YOU ARE HERE: LAT HomeCollections

Helping Plays Get on Their Feet--Before Ovations

Theater: Local writers ally and, with directors and actors, present staged readings of their near-production works. After, audiences can give feedback.


Playwrights once had the luxury of pre-Broadway tryouts. Such tryouts no longer are economically feasible, yet producers consider it economically unsound to back new playwrights and new plays, and audience reaction remains crucial to the development process.

What's a new playwright to do?

The Orange County Playwright's Alliance is a few steps removed from Broadway, but the fledgling group may have an answer: Its new reading series, hosted by the Vanguard Theatre Ensemble, begins today in Fullerton. The plays are short. Admission is free. Afterward, you can throw verbal tomatoes--or roses.

"These are not first-draft readings," says Eleanor Brook, a founding member of the alliance and co-chair of the series. "These plays are close to production level. They may be at production level.

"These will be staged readings directed by professional directors and acted by [mostly] professional actors. We want to test the waters. We want audience input. We're hopeful that the experience actually will lead to productions."

Today's program includes six plays ranging from seven to 25 minutes:

* "Dark Night," by Bob Bevacqua, is a romantic drama involving a cowboy type. It takes place during an electrical blackout in New York City.

* "Mr. Fabulous," by Colleen Bevacqua, is a comedy in which the fantasy man from a housewife's romance novel comes to life.

* In Richard Freedman's comic monologue "Same Old Thing," an insomniac ends up literally beside himself.

* In Sean Clark's "Food Court," a discussion in a mall devolves into a racist argument.

* Shawn Quirk's "Geese" finds a rural family trying to cope with mental illness.

* "Workers Carp," by Eric Eberwein, is a glimpse into the absurd complaints and desires shared by office workers over lunch. They get their just desserts.

More readings are scheduled for Oct. 26 and Nov. 16.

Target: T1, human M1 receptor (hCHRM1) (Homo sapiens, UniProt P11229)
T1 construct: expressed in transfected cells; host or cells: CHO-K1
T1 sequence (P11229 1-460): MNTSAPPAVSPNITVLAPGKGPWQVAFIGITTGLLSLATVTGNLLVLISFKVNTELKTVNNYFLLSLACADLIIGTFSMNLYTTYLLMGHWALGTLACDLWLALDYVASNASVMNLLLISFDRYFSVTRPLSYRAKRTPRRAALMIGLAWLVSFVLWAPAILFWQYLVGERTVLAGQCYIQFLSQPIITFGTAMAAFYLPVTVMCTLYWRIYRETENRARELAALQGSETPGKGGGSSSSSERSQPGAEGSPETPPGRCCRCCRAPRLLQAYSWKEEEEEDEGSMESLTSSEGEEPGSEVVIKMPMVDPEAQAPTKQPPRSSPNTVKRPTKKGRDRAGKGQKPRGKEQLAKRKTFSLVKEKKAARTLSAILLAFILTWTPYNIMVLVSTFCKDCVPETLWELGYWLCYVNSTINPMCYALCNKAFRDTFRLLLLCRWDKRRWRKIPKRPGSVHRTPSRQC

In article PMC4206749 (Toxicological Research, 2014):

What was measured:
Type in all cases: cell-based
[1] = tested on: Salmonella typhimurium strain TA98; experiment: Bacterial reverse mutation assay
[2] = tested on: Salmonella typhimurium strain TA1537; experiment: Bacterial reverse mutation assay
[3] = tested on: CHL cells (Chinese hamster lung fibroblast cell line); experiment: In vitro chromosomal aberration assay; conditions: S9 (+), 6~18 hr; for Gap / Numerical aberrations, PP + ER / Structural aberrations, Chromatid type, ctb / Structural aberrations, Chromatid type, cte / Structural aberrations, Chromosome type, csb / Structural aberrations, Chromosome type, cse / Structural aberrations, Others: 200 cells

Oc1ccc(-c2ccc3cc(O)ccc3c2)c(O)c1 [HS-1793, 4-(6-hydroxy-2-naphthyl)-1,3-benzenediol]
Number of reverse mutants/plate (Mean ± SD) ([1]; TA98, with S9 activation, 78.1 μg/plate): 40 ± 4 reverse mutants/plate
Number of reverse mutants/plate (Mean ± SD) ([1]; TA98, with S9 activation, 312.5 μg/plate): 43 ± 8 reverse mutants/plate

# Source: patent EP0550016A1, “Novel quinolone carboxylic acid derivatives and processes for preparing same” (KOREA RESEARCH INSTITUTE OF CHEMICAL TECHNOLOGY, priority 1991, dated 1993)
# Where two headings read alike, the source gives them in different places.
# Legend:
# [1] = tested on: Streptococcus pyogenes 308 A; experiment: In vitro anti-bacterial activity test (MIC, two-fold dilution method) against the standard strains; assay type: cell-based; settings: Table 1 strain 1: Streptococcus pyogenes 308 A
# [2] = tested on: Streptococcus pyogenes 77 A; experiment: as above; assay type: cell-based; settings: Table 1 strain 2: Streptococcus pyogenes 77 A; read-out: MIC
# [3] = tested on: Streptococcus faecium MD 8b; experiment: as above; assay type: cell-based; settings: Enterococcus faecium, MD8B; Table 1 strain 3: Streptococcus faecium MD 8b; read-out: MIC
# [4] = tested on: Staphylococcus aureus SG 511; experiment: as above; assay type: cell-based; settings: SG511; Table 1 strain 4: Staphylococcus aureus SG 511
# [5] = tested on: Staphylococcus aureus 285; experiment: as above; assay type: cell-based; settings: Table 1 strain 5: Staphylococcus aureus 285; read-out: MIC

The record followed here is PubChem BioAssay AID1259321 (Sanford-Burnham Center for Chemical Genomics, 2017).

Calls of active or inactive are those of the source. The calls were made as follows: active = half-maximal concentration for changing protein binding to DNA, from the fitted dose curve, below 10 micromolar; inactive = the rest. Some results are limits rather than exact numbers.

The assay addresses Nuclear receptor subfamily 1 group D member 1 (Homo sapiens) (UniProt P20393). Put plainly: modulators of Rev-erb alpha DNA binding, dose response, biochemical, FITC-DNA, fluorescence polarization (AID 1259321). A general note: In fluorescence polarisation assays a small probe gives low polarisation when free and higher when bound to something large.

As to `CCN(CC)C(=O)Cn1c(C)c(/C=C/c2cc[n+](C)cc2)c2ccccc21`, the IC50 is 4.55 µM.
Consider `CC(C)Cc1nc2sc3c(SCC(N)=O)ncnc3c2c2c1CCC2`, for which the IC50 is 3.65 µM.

"The series grew out of a basic need," Brook says. "Playwright development groups are sprouting up all over the country, but there has been no such program in Orange County. I believe we are the first."

The alliance first met in April 1995. It serves "greater" Orange County, says Brook; some members live in Los Angeles.

Most of the members came through South Coast Repertory's Advanced Playwrights' Workshop under the tutelage of SCR literary manager John Glore. Glore--whose workshop focuses on first drafts and does not see them through to staged readings--serves as the alliance's advisor. SCR's NewSCRipts series, which accepts completed full-length scripts from playwrights all over the country and also encourages audience feedback, was an inspiration for the alliance.


Membership is limited to 20 so that workshops don't become chaotic; when one playwright moves on to greener theatrical pastures such as New York City, a new member is accepted.

Modest dues ($15 a quarter, which is $5 a month) go toward printing programs and production expenses. "Theater is not a moneymaking venture," Brook notes. "Dues barely cover what we do. If expenses outspend dues, we may have to see an increase."

Plays that have already been "workshopped" and revised are selected for public hearing by democratic process. Actors come from area companies including the Vanguard, Changing Masks in Laguna Beach and the South Orange County Community Theater in San Juan Capistrano. Student actors from university drama programs also are welcomed.

"There is a difference between reading a play, hearing a play and seeing a play on its feet," Brook points out. "We don't know yet whether we'll have full blocking, where you really get an idea of what works and doesn't work. We've had minimal rehearsal time. Our goal is script-in-hand with action. We may have script-in-hand, minimal action."

Minimal action?

"There will be exits and entrances," she assures.

The Orange County Playwright's Alliance and Vanguard Theatre Ensemble present six short plays by local writers today at 699A S. State College Blvd, Fullerton. 2 p.m. Free. (714) 538-4927.

Los Angeles Times Articles